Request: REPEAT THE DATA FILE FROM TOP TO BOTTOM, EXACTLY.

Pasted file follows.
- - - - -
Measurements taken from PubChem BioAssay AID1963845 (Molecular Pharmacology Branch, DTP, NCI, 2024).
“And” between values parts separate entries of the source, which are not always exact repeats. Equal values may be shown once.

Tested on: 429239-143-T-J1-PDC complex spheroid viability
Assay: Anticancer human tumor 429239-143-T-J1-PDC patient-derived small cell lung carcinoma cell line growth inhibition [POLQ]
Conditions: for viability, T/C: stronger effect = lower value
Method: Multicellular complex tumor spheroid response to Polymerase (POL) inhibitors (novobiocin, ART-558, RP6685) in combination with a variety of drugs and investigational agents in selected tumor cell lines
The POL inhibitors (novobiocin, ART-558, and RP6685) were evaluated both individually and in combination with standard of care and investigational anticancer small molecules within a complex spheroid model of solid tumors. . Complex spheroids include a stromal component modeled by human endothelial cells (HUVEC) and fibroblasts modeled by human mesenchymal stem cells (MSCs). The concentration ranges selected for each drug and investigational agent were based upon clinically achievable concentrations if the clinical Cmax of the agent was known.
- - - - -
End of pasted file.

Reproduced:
Measurements taken from PubChem BioAssay AID1963845 (Molecular Pharmacology Branch, DTP, NCI, 2024).
“And” between values parts separate entries of the source, which are not always exact repeats. Equal values may be shown once.

Tested on: 429239-143-T-J1-PDC complex spheroid viability
Assay: Anticancer human tumor 429239-143-T-J1-PDC patient-derived small cell lung carcinoma cell line growth inhibition [POLQ]
Conditions: for viability, T/C: stronger effect = lower value
Method: Multicellular complex tumor spheroid response to Polymerase (POL) inhibitors (novobiocin, ART-558, RP6685) in combination with a variety of drugs and investigational agents in selected tumor cell lines
The POL inhibitors (novobiocin, ART-558, and RP6685) were evaluated both individually and in combination with standard of care and investigational anticancer small molecules within a complex spheroid model of solid tumors. . Complex spheroids include a stromal component modeled by human endothelial cells (HUVEC) and fibroblasts modeled by human mesenchymal stem cells (MSCs). The concentration ranges selected for each drug and investigational agent were based upon clinically achievable concentrations if the clinical Cmax of the agent was known.